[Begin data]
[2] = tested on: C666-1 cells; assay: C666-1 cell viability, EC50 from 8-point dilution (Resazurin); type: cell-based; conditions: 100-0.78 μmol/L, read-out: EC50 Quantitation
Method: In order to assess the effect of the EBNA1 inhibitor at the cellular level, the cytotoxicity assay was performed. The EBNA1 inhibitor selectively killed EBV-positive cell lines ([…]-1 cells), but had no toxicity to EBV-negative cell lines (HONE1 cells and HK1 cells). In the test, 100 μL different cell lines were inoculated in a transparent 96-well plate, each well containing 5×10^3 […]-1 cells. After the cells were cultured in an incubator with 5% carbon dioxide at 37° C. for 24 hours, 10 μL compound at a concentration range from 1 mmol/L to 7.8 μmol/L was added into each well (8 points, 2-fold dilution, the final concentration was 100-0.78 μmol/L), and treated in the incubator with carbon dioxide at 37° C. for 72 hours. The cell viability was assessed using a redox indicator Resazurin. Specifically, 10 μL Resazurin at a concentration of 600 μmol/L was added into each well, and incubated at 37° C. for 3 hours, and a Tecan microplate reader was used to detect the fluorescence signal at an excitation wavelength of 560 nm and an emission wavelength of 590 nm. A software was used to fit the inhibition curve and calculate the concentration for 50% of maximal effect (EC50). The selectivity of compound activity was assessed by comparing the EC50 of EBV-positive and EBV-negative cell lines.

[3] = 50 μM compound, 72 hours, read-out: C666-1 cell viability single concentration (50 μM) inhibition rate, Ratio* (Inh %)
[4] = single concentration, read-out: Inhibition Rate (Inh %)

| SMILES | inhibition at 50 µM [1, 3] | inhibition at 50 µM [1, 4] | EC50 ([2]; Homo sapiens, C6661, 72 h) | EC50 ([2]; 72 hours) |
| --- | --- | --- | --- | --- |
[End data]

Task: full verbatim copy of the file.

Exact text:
[2] = tested on: C666-1 cells; assay: C666-1 cell viability, EC50 from 8-point dilution (Resazurin); type: cell-based; conditions: 100-0.78 μmol/L, read-out: EC50 Quantitation
Method: In order to assess the effect of the EBNA1 inhibitor at the cellular level, the cytotoxicity assay was performed. The EBNA1 inhibitor selectively killed EBV-positive cell lines ([…]-1 cells), but had no toxicity to EBV-negative cell lines (HONE1 cells and HK1 cells). In the test, 100 μL different cell lines were inoculated in a transparent 96-well plate, each well containing 5×10^3 […]-1 cells. After the cells were cultured in an incubator with 5% carbon dioxide at 37° C. for 24 hours, 10 μL compound at a concentration range from 1 mmol/L to 7.8 μmol/L was added into each well (8 points, 2-fold dilution, the final concentration was 100-0.78 μmol/L), and treated in the incubator with carbon dioxide at 37° C. for 72 hours. The cell viability was assessed using a redox indicator Resazurin. Specifically, 10 μL Resazurin at a concentration of 600 μmol/L was added into each well, and incubated at 37° C. for 3 hours, and a Tecan microplate reader was used to detect the fluorescence signal at an excitation wavelength of 560 nm and an emission wavelength of 590 nm. A software was used to fit the inhibition curve and calculate the concentration for 50% of maximal effect (EC50). The selectivity of compound activity was assessed by comparing the EC50 of EBV-positive and EBV-negative cell lines.

[3] = 50 μM compound, 72 hours, read-out: C666-1 cell viability single concentration (50 μM) inhibition rate, Ratio* (Inh %)
[4] = single concentration, read-out: Inhibition Rate (Inh %)

| SMILES | inhibition at 50 µM [1, 3] | inhibition at 50 µM [1, 4] | EC50 ([2]; Homo sapiens, C6661, 72 h) | EC50 ([2]; 72 hours) |
| --- | --- | --- | --- | --- |